communication skills, Culture, introverts, social activities, social awkwardness, social skills -

8 Ways Introverts Can Avoid Social Awkwardness (Without Being a Recluse)

8 Ways Introverts Can Avoid Social Awkwardness (Without Being a Recluse)

Ugh, socializing. Here’s how to survive your next shindig, introvert style—you know, minus the social awkwardness.

Being an introvert doesn’t mean you’re shy; spending time alone is a personal preference, like texting instead of calling or eating kale instead of… that really boring lettuce that’s so boring I don’t remember the name of it. That being said, socializing is an important part of the whole being human thing—but the social awkwardness can be a total drag.

Here are 8 strategies you can use to step up your game, while still being your wonderfully introverted self:

1. Practice

The only way to put the kibosh on social awkwardness is to practice being social. Focus on the teeny tiny interactions that typically make you want to tear your skin off and go from there. For example, take the elevator with other people instead of running for the stairs. Gag your way through chit chat with the person standing behind you in the grocery line. Smile and say hi when you pass someone in the hallway at work… without making a face afterward.

And before a (gulp) party, practice what you might talk about when you strike up a conversation with someone new to make it seem like you actually want to be there.

2. Decide which social gatherings are “worth” it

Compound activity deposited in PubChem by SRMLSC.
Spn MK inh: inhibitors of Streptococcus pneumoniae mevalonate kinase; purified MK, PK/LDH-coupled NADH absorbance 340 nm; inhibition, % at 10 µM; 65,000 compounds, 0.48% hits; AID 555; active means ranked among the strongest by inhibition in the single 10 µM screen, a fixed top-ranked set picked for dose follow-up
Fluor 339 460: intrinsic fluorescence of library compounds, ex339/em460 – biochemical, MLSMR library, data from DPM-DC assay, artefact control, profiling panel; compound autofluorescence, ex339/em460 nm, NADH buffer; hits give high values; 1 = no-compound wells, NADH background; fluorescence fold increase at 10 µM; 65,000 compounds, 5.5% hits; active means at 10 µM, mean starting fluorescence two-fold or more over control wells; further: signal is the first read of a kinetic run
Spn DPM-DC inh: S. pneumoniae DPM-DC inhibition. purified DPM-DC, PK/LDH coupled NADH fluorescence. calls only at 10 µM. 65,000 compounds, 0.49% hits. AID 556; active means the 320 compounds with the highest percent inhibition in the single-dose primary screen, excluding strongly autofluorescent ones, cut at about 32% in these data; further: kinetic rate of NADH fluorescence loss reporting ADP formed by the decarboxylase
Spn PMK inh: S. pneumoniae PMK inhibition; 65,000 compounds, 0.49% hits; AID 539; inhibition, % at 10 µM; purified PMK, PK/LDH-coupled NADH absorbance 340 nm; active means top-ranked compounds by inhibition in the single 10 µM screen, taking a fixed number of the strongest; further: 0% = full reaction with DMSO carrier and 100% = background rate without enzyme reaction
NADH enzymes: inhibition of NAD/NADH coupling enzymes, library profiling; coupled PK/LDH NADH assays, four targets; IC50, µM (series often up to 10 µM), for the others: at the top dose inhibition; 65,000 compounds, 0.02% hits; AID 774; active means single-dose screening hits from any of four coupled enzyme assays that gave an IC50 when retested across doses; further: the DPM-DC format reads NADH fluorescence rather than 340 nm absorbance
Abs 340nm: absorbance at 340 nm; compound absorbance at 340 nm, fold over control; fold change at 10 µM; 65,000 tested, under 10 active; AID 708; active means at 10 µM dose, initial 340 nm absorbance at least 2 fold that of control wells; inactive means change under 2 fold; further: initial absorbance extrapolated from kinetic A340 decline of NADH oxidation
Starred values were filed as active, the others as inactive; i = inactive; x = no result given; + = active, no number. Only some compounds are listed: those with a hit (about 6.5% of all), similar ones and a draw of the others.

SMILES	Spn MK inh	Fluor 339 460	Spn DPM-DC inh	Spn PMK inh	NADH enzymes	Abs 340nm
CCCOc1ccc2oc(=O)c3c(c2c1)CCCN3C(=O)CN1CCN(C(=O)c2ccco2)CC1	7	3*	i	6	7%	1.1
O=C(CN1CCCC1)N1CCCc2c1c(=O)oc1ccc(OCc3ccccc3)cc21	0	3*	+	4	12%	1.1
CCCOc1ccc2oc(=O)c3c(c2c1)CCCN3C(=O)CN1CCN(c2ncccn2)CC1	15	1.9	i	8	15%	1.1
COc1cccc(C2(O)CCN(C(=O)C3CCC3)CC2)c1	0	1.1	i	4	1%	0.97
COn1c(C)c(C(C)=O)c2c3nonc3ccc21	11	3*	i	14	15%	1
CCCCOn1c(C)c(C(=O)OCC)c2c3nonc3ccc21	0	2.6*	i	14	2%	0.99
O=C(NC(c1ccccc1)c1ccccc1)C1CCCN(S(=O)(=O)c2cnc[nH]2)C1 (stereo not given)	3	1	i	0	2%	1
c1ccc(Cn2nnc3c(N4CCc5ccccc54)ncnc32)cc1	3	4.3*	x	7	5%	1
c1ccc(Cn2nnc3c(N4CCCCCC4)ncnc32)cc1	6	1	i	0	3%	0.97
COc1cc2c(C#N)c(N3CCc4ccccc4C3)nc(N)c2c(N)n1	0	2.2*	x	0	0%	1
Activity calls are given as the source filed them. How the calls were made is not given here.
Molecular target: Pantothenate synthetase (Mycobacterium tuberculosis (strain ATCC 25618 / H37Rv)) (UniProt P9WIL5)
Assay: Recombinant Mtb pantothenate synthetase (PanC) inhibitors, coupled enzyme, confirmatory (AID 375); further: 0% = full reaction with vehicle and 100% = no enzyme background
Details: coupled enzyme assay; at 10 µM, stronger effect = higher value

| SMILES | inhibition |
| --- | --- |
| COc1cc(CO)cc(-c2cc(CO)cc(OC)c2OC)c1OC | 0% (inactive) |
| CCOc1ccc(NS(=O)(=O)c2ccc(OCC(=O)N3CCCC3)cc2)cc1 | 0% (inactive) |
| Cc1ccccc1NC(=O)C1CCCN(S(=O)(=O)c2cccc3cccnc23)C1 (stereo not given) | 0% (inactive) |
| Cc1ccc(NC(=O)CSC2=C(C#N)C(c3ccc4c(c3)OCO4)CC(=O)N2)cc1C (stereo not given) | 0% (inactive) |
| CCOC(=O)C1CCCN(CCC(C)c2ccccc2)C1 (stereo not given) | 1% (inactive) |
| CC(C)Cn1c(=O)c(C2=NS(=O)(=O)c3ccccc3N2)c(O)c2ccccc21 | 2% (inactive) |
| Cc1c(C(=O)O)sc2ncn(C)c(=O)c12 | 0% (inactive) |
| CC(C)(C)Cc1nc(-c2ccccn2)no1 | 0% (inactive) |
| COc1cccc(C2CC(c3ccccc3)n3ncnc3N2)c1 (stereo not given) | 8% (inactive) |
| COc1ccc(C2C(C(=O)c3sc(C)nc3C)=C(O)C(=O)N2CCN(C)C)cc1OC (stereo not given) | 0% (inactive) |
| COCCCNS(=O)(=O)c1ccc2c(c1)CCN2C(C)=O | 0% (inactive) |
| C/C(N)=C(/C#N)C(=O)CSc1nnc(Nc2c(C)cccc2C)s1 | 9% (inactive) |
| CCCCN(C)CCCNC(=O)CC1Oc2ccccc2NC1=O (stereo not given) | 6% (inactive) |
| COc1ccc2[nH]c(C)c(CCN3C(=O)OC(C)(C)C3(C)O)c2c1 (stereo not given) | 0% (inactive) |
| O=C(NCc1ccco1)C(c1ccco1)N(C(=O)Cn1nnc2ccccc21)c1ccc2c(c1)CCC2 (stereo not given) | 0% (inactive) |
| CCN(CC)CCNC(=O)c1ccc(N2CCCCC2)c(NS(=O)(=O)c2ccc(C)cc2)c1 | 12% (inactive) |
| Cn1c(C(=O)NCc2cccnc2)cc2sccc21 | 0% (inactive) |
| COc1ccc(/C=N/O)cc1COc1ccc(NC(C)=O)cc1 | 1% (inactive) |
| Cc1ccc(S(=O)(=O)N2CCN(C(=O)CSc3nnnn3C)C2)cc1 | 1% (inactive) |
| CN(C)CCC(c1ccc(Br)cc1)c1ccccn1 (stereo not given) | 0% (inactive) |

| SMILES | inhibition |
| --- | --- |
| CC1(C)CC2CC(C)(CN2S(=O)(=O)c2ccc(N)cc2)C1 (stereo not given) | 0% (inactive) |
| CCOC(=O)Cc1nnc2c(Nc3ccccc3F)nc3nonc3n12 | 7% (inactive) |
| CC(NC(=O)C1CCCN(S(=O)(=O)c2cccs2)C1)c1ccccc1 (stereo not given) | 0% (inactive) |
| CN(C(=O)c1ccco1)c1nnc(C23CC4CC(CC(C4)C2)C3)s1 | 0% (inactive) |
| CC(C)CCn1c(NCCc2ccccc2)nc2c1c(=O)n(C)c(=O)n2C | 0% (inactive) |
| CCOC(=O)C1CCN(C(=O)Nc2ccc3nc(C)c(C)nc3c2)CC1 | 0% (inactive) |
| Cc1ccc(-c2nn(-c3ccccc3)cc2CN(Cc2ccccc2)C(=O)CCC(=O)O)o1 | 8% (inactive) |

Because socializing uses up a ton of energy, it’s best to decide ahead of time which types of functions are important to you, and which ones you can do without. For example, going to your BFF’s wedding is a no-brainer, while going to her cousin’s half sister’s secretary’s baby shower… well, not so much.

3. Block out quiet time

Make sure you block out time to rest up before and after. Do things that help you relax beforehand, but don’t use up a ton of energy. For example, going for a walk, reading a book, or listening to music. Create a pre-party ritual so when it’s time to go out, you’re ready to put those social skills to the test. Then once you get home, take as much time to unwind as you possibly can, since you just experienced an introvert’s version of a 5K marathon.

4. Bring a partner in crime

Bring an equally introverted friend to the event so you can be there for each other when you need to hyperventilate. Or, bring an extroverted friend who you’re not only comfortable around, but appreciates your social awkwardness and won’t push you into a sea of people (Xanax anyone?). That way you always have someone to talk to, instead of becoming the weird girl in the corner always staring at her phone.

5. Set a goal

Let’s face it: To get yourself out the door, you need to know why going is so important and why you’re about to leave your (full) DVR behind. Whether you’re going out to network for your career, or celebrate a birthday with someone you care about, giving a purpose to the event makes it so that no matter how things go, you’re emotionally fulfilled in the process. Going out for going out’s sake is just not our thang.

6. Find a hiding spot

The second you get to the shindig, make sure to find a hiding spot you can use for privacy in case you ever get overwhelmed by the swarms of people. Ironically, once you find a hiding spot you rarely end up using it—it becomes a comfort just knowing it’s there, which helps you power through any social awkwardness you might stumble across.

7. Plan an escape route

Make sure to have an alternative way home if you drive there with friends, since guaranteed you’re going to want to leave way sooner than they do. Ending up stranded somewhere with a bunch of strangers? Total. Nightmare.

8. Don’t try to be an extrovert

Be crazy and quirky you, because that’s why you were invited in the first place. Your DVR will be waiting for you when you get home.

How do you wade through the social awkwardness?

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Image: Shy woman photo via Shutterstock

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